State agencies, private companies and the federal government are increasingly looking to the remote electrical “microgrids” that power rural Alaska in places where roads and long-distance electric transmission lines don’t go.
Energy experts and advocates in the state are hoping that what they’ve learned about producing power in a difficult climate could be useful — and profitable — to share, helping get the world’s remote islands and parts of sub-Saharan Africa powered. But not just remote places: Violent storms, terrorist attacks and an increasing awareness of the vulnerability of the electrical grid are causing many to doubt the wisdom of relying solely on a utility-centric model for power distribution.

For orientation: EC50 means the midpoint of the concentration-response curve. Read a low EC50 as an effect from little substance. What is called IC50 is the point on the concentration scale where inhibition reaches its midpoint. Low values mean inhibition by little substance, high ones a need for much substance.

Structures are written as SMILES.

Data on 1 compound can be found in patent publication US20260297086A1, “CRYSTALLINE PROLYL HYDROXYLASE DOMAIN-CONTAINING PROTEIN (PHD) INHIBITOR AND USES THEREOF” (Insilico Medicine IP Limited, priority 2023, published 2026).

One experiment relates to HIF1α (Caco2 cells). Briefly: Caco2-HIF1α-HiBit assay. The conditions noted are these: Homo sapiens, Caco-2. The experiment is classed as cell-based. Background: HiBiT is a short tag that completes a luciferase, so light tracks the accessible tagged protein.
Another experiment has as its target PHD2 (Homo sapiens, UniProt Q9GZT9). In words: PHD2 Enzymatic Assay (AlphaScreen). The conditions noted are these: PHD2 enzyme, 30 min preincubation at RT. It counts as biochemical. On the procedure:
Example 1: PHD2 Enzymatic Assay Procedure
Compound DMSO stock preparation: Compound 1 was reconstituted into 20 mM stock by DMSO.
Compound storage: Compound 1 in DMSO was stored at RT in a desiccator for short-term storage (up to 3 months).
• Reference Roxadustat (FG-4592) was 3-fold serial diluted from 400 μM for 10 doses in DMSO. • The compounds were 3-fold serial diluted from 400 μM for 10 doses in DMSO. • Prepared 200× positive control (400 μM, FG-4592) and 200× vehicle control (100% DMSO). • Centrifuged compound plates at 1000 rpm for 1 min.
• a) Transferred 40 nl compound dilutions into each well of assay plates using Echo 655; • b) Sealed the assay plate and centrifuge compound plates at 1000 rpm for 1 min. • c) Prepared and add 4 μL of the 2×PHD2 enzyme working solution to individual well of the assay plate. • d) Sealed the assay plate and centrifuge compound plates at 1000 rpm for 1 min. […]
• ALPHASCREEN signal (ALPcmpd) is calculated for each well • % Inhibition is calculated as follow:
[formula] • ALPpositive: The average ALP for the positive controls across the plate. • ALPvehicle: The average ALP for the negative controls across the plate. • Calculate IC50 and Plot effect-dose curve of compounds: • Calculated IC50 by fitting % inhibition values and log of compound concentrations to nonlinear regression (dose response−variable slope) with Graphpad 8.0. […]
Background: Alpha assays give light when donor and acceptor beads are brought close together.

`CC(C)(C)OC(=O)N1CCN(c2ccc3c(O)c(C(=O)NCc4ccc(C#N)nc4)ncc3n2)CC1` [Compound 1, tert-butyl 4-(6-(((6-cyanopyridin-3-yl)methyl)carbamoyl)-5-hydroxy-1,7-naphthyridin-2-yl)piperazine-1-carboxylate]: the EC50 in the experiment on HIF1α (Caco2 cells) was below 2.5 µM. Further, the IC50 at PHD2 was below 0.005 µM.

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Source: Alaska Dispatch News